23. PatriotM

    Drug Free

    I have now been drug free for over a week, after SLOWLY titrating my self down and off of Mirapex. I was concerned that the Mirapex was increasing my fatigue. So far, I am staying awake about 3 hour longer in the evening; my sleep is less fragmented; and I am a less fatigued during the day. The down side is that the dreams have all but stopped, which is not good. As for other symptoms, my tremor has slightly increased and rigidity is slightly worse when first getting up in the morning and after sitting for a long period of time. Fortunately, my rigidity was already significantly better due to my aggressive exercise program. My plan at this point is to continue the aggressive exercise program and to remain drug free. The exercise program has done more for my PD than the Mirapex ever did.
  24. Today rec'd this and encourage any of you wanting to be inspired, motivated and encouraged to live life with victory with PD to get this DVD. It is free from the Davis Phinney Parkinson's Foundation. "Thirteen men and women of different ages, living with various stages of PD, demonstrate a range of exercise routines and share their inspiring personal stories, offering encouragement, and first hand insight into getting started and sticking with it. " I would give you link but lost whole thing when I tried so you'll have to google it. My first rendition was full of accolades and blow by blow description of whole tape with "Rocky theme song playing in background. Great to view even if you already are a die hard exercist...not to be confused with exorcist! Micki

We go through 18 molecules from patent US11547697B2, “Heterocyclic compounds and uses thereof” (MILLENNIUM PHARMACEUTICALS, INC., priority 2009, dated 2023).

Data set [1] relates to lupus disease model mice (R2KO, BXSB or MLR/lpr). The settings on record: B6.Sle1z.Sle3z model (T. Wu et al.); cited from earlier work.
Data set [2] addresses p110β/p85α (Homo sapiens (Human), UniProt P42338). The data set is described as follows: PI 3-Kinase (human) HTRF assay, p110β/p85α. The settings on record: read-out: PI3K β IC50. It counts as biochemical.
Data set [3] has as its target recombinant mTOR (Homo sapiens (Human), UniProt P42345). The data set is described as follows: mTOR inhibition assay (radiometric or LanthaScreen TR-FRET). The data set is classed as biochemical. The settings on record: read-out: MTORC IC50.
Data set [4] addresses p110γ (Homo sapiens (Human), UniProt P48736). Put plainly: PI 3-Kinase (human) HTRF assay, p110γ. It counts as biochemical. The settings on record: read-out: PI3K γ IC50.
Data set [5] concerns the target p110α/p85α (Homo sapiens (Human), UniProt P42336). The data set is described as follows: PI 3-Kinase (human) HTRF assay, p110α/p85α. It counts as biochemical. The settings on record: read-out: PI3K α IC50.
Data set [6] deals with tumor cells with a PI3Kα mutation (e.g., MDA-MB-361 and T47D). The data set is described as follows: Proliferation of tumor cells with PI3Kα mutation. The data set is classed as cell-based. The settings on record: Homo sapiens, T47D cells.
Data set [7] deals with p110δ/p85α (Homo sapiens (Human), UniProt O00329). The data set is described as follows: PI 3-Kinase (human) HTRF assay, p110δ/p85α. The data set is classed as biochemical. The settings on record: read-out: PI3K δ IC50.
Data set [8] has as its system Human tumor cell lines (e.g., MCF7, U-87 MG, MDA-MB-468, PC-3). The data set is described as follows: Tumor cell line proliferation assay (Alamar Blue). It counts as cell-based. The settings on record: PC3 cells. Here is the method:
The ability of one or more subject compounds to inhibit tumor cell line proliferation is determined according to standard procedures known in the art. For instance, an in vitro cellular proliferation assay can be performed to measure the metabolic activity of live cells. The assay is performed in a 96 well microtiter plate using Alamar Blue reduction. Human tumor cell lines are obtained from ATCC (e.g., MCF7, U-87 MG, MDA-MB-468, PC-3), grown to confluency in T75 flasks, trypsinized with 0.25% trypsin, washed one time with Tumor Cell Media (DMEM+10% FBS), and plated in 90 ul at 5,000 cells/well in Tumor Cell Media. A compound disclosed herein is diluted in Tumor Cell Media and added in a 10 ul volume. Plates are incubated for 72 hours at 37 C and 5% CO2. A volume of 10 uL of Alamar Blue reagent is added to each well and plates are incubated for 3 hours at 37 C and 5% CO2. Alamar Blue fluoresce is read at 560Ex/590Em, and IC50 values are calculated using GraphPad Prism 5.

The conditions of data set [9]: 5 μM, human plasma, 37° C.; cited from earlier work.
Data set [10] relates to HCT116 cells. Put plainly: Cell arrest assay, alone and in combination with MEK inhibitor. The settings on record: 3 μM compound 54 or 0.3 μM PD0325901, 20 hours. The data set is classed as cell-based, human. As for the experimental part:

25. Dr. Okun - I do understand that everyone's PD progresses differently. However, as someone with YOPD, symptoms since 2009 and diagnosis in 2012, now age 49, I have been taking Requip with Azilect and amantadine for two years now. Only recently have my symptoms worsened, so that now I have a number of breakthrough symptoms such as tremor, leg dragging, insomnia, foot cramping, a number of dystonias, and so on. I am a runner, but that ability has been noticeably cut back by the gait issue. What factors do you consider concerning the "right" time to switch to Sinemet from DAs? I am very, very concerned about getting dyskinesias because I think I hit 3 of the 4 risk factors - white, female, thin, with the missing 4th being dose of Sinemet. And once you're on Sinemet, is there no going back to DAs if dyskinesias get bad? Thank you.